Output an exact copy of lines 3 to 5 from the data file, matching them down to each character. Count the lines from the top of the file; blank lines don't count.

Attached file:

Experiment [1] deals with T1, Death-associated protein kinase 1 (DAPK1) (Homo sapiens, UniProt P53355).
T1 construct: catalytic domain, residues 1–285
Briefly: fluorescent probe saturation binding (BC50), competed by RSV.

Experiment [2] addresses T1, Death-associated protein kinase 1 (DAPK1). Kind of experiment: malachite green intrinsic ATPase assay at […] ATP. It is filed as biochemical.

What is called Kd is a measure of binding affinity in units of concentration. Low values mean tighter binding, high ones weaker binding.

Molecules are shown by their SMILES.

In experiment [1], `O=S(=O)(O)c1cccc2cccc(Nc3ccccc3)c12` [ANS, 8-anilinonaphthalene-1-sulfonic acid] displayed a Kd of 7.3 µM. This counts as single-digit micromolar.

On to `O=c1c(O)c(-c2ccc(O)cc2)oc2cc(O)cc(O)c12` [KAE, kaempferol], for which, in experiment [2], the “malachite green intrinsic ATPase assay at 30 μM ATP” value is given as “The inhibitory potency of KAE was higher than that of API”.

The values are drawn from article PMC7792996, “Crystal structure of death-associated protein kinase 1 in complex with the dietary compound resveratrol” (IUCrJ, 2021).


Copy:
Briefly: fluorescent probe saturation binding (BC50), competed by RSV.

Experiment [2] addresses T1, Death-associated protein kinase 1 (DAPK1). Kind of experiment: malachite green intrinsic ATPase assay at […] ATP. It is filed as biochemical.

What is called Kd is a measure of binding affinity in units of concentration. Low values mean tighter binding, high ones weaker binding.